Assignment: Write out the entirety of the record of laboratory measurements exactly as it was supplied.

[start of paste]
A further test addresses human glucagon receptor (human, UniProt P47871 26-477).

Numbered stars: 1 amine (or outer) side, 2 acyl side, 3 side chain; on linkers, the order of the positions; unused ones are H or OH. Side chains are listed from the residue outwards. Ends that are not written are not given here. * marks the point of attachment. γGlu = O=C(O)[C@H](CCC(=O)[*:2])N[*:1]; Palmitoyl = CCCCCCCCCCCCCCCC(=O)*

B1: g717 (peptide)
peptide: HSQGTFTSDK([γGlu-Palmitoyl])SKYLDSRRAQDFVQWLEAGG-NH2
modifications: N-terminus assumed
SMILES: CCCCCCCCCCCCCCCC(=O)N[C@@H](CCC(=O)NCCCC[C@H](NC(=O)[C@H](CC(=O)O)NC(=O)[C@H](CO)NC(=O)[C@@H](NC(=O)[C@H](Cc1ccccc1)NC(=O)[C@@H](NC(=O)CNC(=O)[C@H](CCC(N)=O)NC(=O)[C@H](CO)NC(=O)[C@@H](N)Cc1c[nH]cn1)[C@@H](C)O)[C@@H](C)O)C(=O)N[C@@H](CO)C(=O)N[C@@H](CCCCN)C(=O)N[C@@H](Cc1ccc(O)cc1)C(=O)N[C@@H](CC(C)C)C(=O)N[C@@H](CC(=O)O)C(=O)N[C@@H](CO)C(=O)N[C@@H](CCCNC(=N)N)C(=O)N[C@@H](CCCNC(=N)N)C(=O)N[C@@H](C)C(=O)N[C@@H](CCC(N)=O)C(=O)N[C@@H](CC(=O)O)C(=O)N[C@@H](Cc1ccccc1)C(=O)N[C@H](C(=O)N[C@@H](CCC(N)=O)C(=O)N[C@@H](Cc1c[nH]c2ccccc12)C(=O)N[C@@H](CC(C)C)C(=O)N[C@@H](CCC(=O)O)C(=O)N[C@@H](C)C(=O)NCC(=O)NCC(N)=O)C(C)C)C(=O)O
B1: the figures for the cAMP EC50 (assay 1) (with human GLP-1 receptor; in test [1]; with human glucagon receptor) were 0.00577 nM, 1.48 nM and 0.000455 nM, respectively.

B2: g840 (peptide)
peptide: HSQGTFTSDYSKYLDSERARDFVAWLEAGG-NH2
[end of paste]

A further test addresses human glucagon receptor (human, UniProt P47871 26-477).

Numbered stars: 1 amine (or outer) side, 2 acyl side, 3 side chain; on linkers, the order of the positions; unused ones are H or OH. Side chains are listed from the residue outwards. Ends that are not written are not given here. * marks the point of attachment. γGlu = O=C(O)[C@H](CCC(=O)[*:2])N[*:1]; Palmitoyl = CCCCCCCCCCCCCCCC(=O)*

B1: g717 (peptide)
peptide: HSQGTFTSDK([γGlu-Palmitoyl])SKYLDSRRAQDFVQWLEAGG-NH2
modifications: N-terminus assumed
SMILES: CCCCCCCCCCCCCCCC(=O)N[C@@H](CCC(=O)NCCCC[C@H](NC(=O)[C@H](CC(=O)O)NC(=O)[C@H](CO)NC(=O)[C@@H](NC(=O)[C@H](Cc1ccccc1)NC(=O)[C@@H](NC(=O)CNC(=O)[C@H](CCC(N)=O)NC(=O)[C@H](CO)NC(=O)[C@@H](N)Cc1c[nH]cn1)[C@@H](C)O)[C@@H](C)O)C(=O)N[C@@H](CO)C(=O)N[C@@H](CCCCN)C(=O)N[C@@H](Cc1ccc(O)cc1)C(=O)N[C@@H](CC(C)C)C(=O)N[C@@H](CC(=O)O)C(=O)N[C@@H](CO)C(=O)N[C@@H](CCCNC(=N)N)C(=O)N[C@@H](CCCNC(=N)N)C(=O)N[C@@H](C)C(=O)N[C@@H](CCC(N)=O)C(=O)N[C@@H](CC(=O)O)C(=O)N[C@@H](Cc1ccccc1)C(=O)N[C@H](C(=O)N[C@@H](CCC(N)=O)C(=O)N[C@@H](Cc1c[nH]c2ccccc12)C(=O)N[C@@H](CC(C)C)C(=O)N[C@@H](CCC(=O)O)C(=O)N[C@@H](C)C(=O)NCC(=O)NCC(N)=O)C(C)C)C(=O)O
B1: the figures for the cAMP EC50 (assay 1) (with human GLP-1 receptor; in test [1]; with human glucagon receptor) were 0.00577 nM, 1.48 nM and 0.000455 nM, respectively.

B2: g840 (peptide)
peptide: HSQGTFTSDYSKYLDSERARDFVAWLEAGG-NH2